But after the initial prodding and testing the waters in the Pakistan half, Australia in a sudden burst of energy produced the move that gave them the lead. Travis Brooks shot in a fluent goal in the 17th minute.

Pakistan who were using the ball skills of Shakeel Abassi on the right flank to good effect earned a penalty corner in the 24th minute. Imran Warsi’s flick equalized the scores at 1-1, to the joy of the Pakistan supporters.

Slowly the rythmn returned in the ranks of the Australian forwards and a break from the right gave Grant Schubert and opportunity to show his skills. Trapping the ball with his back to the Pakistan goal, on top of the circle, he turned to his right and sent a reverse shot that beat Salman Akbar in the Pakistan goal. Australia had the lead in the 32nd minute.

Shakeel Abbasi, all the while threatening the Aussies with his runs down the flank produced a move of absolute class. Abbasi, in the 32nd minute of the match, ran down the right flank, past three Aussie defenders before releasing the ball into the middle of the circle where Adnan Zakir jabbed in for Pakistan’s second equalizer at 2-2.

Two minutes later, Australia were a trifle lucky in having Ben Bishop unmarked in front of the Pakistan goal where the Australian picked up a penalty corner rebound and tapped in to give Australia a 3-2 lead before the teams walked off at the break.

Pakistan coach Asif Bajwa kept shuffling his forwards and it paid off when he brought in Rehan Butt from his customary position as right-out to play as striker. In the 42nd minute, Rehan trapped a cross from the right, turned to his right, back to the goal, and unleashed a reverse shot that sped past Australian goalkeeper Stephen Lambert.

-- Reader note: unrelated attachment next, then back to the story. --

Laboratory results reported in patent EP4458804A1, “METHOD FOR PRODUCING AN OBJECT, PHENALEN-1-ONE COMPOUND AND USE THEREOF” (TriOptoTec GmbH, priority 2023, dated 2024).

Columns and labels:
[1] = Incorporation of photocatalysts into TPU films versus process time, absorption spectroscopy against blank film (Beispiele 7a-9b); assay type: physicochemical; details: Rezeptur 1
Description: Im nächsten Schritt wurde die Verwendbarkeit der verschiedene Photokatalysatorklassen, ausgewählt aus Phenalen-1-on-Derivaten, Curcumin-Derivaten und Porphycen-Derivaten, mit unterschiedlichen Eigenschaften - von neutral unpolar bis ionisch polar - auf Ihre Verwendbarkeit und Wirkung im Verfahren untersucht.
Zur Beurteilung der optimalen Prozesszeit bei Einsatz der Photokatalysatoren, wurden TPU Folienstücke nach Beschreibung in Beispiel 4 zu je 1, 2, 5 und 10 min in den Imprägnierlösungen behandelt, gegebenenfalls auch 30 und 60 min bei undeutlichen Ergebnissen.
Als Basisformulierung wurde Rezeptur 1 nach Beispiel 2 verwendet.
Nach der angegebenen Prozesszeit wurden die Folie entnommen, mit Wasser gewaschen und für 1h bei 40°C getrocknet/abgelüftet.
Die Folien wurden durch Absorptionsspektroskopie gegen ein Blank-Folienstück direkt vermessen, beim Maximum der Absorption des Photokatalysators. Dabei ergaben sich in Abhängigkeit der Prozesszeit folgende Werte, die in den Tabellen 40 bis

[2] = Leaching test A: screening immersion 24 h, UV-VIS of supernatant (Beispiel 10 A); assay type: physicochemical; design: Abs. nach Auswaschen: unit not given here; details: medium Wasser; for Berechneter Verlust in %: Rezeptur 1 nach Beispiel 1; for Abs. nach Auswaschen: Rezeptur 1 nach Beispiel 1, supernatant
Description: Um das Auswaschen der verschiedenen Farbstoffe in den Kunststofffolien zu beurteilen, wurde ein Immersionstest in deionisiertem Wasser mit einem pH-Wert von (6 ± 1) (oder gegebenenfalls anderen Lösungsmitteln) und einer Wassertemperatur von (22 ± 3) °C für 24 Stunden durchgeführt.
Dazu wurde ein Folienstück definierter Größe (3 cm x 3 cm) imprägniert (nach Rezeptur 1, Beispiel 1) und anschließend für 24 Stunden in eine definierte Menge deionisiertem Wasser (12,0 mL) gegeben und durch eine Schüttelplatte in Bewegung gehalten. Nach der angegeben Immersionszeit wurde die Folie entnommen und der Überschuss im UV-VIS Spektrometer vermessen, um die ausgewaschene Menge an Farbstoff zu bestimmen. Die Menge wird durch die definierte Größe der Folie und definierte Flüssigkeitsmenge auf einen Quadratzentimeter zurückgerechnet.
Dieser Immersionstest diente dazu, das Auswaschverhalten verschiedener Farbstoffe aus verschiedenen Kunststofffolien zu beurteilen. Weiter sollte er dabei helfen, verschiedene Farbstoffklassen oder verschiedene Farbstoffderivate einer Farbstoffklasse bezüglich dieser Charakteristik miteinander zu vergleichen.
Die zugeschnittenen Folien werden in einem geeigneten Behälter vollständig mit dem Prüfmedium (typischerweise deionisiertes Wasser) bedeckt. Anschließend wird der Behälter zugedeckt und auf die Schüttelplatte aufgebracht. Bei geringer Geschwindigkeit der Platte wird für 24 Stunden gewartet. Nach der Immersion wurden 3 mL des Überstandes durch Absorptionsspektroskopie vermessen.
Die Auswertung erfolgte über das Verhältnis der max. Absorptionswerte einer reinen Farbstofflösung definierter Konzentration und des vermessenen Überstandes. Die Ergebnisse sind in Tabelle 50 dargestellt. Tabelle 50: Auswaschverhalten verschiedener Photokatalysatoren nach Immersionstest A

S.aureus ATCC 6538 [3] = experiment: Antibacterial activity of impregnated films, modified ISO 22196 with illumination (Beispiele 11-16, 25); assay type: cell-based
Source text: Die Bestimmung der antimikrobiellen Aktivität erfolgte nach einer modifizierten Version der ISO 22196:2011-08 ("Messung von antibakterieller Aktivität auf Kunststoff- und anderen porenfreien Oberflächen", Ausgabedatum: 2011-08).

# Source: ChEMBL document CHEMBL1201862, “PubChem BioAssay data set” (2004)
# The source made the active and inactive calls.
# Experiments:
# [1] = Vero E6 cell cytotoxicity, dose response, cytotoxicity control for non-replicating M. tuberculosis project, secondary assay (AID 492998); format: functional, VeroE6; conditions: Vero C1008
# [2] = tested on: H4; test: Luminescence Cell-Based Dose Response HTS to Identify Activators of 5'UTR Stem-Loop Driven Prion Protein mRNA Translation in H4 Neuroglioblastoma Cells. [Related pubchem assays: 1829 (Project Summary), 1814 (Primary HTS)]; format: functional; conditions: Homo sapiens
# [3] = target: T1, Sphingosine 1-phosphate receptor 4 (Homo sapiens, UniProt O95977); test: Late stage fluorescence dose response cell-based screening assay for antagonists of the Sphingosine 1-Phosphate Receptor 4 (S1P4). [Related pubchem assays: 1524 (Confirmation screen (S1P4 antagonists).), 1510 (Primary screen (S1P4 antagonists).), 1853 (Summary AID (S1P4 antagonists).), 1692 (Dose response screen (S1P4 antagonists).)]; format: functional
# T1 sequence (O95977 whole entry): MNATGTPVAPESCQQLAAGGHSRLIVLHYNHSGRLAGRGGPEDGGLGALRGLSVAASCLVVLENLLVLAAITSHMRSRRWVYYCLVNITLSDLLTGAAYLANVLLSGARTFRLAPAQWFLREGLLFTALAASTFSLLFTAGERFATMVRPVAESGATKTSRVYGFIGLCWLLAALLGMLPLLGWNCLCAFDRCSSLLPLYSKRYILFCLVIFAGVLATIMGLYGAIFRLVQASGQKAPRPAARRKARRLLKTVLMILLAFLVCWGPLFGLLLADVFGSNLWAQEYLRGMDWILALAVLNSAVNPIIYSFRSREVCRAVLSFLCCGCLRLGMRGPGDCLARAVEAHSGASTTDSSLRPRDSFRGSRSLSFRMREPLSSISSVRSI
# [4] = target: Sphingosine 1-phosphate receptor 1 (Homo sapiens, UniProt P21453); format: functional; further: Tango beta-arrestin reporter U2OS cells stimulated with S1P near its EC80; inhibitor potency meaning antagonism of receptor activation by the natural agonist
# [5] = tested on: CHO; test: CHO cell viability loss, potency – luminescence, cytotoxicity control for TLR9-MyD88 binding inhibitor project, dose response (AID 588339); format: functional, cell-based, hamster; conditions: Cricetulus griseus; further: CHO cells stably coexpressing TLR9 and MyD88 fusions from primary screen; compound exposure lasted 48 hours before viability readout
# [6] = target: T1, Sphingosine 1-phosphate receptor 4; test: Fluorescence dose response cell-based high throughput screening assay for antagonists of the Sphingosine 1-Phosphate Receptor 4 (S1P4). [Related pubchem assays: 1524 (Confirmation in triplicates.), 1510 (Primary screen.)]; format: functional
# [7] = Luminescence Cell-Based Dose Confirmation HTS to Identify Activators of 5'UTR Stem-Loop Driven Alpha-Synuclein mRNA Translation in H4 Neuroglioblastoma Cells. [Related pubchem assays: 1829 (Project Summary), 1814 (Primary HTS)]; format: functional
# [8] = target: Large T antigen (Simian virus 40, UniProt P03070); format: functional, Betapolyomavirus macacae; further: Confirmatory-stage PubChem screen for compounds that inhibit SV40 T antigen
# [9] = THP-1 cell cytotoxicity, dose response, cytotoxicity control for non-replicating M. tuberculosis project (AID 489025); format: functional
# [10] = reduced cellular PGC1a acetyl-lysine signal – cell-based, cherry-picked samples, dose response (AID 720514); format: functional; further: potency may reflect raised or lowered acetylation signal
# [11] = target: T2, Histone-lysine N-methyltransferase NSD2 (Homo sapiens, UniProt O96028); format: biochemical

With the scores locked at 3-3, Pakistan were threatening to fight every inch of the way. A clearly rattled Australia were making errors, especially in the defence.

Pakistan shot into the lead for the first time in the match in the 51st minute. Mudassar Ali Khan found himself staring at Stephen Lambert in the Australian goal after trapping a cross from the right. Khan’s shot went through Lambert’s legs as Pakistan rode on a wave of confidence.

With three minutes left in the match, Pakistan’s Adnan Maqsood was shown the yellow card as Pakistan played with ten men.

Australia had a chance to equalize when they earned a penalty corner in the last minute but failed to convert.



Spain Beat Korea, Win Bronze
By Sundeep Misra

Champions Trophy winners, Spain would consider themselves lucky to be wearing the Rabo Trophy bronze medal after beating South Korea 2-1 in the 3rd/4th play-off match here at the Waegner Stadium on Sunday.

Spain both their goals through penalty corner flicks by Santi Freixa. South Korea’s goal came in the dying minutes, 65th minute, when Yoon after a show of brilliant stick-work by Jong Hyun Jang, tapped the ball past Herrera.

Herrera Bernardino’s brilliant goalkeeping kept away the South Korean strikes from within the circle as well as penalty corners flicks. The Koreans playing at a fast pace kept the Spanish midfield and the defence constantly guessing. The Korean forward line interchanged positions and would have been at least two goals up but for Herrera’s brilliance in the Spanish goal.